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How to help your anxious dog

Updated: Oct 11, 2023

Some dogs can be excessively anxious and stressed by the environment or company that they find themselves in. But being stressed can have a significant, negative impact on a dogs health - and here's why!

When stressed the sympathetic nervous system swings into action, flooding the system with hormones and causing the musculature to tighten in preparation for “fight, flight or freeze”. Involuntary shivering tries to release these tense muscles and prevent over-tightening.

If a dog is unable to get away from this stress, the sympathetic system continues to "prepare the body". Over a short period in this state you might notice other behaviours including; barking, lunging, and unwanted repetitive behaviours such as pacing, circling, licking or chewing. But some dogs will move into a 'freeze' state and will appear to have shut down completely.

In a very short period of time this over-stimulation creates patterns of holding in the tissue. Muscles shorten, tighten and become painful. Additional pressure is placed on joints leading to;

  • decreased flexibility

  • increased joint stress 'at rest'

  • reduced range of motion

  • joint pain.

Dogs in this state are more prone to painful injuries such as strains and sprains (tears to the muscles, tendons and ligaments).

Tight, restricted muscles and reduced mobility restricts blood and lymphatic circulation. This in turn reduces the body's ability to bring nutrients and oxygen to the body tissues. It also causes a build up of metabolic waste products in the affected tissues. The build up of waste products causes chemical changes in the tissue which irritate the nerves. In addition, the shortened muscle fibres take up more space and put further pressure on any nerves running through or between affected tissues. Pain receptors will now be firing urgent messages to the dogs brain.

At the same time the lack of nutrients and oxygen cause areas within the restricted tissue to become “ischemic”. The tissue in this area further contracts, beyond normal tolerances forming hyper-irritable bands of tissue known as “trigger points”.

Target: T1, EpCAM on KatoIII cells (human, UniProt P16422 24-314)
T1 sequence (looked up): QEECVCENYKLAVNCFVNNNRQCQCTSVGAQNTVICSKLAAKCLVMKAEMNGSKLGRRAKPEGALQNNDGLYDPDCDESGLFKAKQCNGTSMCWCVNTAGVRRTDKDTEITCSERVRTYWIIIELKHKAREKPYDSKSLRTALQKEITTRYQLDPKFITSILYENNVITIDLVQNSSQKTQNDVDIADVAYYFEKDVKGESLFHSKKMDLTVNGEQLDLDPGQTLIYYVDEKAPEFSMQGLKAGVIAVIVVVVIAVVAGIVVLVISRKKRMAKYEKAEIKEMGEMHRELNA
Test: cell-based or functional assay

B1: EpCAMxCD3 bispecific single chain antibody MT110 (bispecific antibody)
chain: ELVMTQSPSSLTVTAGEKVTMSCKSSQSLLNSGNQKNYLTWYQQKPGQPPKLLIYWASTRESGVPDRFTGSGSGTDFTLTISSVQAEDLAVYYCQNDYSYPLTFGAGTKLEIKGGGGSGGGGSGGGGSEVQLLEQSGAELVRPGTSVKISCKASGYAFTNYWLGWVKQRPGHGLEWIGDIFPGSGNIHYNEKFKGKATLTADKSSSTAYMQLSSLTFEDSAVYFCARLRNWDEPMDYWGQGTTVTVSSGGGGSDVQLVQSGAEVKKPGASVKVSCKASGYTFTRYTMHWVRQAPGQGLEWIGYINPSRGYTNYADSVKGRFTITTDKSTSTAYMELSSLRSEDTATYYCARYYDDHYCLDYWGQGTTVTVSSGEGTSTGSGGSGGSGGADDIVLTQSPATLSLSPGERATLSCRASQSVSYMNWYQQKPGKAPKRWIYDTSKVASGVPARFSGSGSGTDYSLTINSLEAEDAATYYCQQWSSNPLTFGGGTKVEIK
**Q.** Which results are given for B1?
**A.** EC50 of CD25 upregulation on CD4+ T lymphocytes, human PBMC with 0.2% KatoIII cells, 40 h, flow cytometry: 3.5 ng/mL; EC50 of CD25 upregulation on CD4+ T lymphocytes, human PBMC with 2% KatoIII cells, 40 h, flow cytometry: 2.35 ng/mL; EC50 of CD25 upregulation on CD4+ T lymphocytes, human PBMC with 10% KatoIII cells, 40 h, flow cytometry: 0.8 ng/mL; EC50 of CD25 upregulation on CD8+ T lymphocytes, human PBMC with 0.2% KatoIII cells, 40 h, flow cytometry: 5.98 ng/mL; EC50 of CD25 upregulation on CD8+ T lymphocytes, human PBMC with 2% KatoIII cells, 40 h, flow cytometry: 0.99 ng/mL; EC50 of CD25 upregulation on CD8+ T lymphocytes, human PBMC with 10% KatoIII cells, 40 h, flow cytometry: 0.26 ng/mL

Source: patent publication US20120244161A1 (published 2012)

Once a trigger point develops it always remains in the tissue but its reactivity and therefore the pain and discomfort it causes varies with the local conditions found in the surrounding tissue. You can find out more about Trigger points in another blog on this site.

​The tight and constricted tissues adhere to themselves and to other body structures including the superficial and deep fascia (the web of connective tissues) and the periosteum of the bones, causing further restrictions and reductions in mobility.

Such a dog will now be in chronic pain and is likely to remain so unless the environment is modified and the dog's tissues are able to return to a more natural state.

"The above describes Eva when I adopted her from rescue. Her muscles felt 'ripped' all the time, her movement was stiff, hesitant and restricted. I didn't know it then but she was in chronic pain and had been for some time. Eva is my inspiration and all the proof I need that massage can profoundly change a dogs life."

Being in pain is, in itself, stressful and also affects mood, behaviour and the immune response. And so, without intervention the positive cycle continues!

​Reducing stress levels at this point may not be sufficient to break the positive feedback loop described above as the patterns of holding are now established. Dogs may need additional help to return their body's to a pain free and relaxed state. Massage is the most effective method for doing this as it treats the whole body and focuses on relaxing and releasing tissues. Massage has been shown to:

  • ​Lower the sympathetic nervous systems response allowing the para-sympathetic system (the rest and digest nervous system) to come into play

  • Relax and lengthen tight, short and painful muscles

  • Improve blood and lymphatic circulation

  • Oxygenate and bring nutrients to and through body tissues

  • Support the removal of carbon dioxide, lactic acid and other metabolic and cellular waste

  • Support the dogs natural immune response

  • De-activate trigger points

  • Remove tissue adhesions so tissues can glide over each other once more

  • Create space within and surrounding body tissues

  • Improve joint mobility and flexibility

  • Reduce pain

  • Calm the mind

Massage allow the dog the time and space required for them to process emotional distress and better manage stress.

If your dog is anxious then massage can be an extremely effective, safe treatment to help them cope with their world.

As a Clinical Massage Therapists I can assess within three treatments if massage can help your dog. I am based in Hemel Hempstead, but if I am not local to you why not check the Canine Massage Guild website to see if there is a Clinical Therapist near you.

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You forget it isn't just humans who get stressed, especially this year.

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